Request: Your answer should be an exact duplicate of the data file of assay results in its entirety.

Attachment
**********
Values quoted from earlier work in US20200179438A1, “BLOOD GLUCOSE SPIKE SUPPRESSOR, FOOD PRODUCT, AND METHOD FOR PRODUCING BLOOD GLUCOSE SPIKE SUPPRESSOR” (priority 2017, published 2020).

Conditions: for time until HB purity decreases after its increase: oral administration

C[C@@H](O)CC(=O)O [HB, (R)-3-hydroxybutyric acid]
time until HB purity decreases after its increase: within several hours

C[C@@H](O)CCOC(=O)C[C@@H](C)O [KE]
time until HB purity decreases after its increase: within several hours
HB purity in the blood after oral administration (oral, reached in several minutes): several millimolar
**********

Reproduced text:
Values quoted from earlier work in US20200179438A1, “BLOOD GLUCOSE SPIKE SUPPRESSOR, FOOD PRODUCT, AND METHOD FOR PRODUCING BLOOD GLUCOSE SPIKE SUPPRESSOR” (priority 2017, published 2020).

Conditions: for time until HB purity decreases after its increase: oral administration

C[C@@H](O)CC(=O)O [HB, (R)-3-hydroxybutyric acid]
time until HB purity decreases after its increase: within several hours

C[C@@H](O)CCOC(=O)C[C@@H](C)O [KE]
time until HB purity decreases after its increase: within several hours
HB purity in the blood after oral administration (oral, reached in several minutes): several millimolar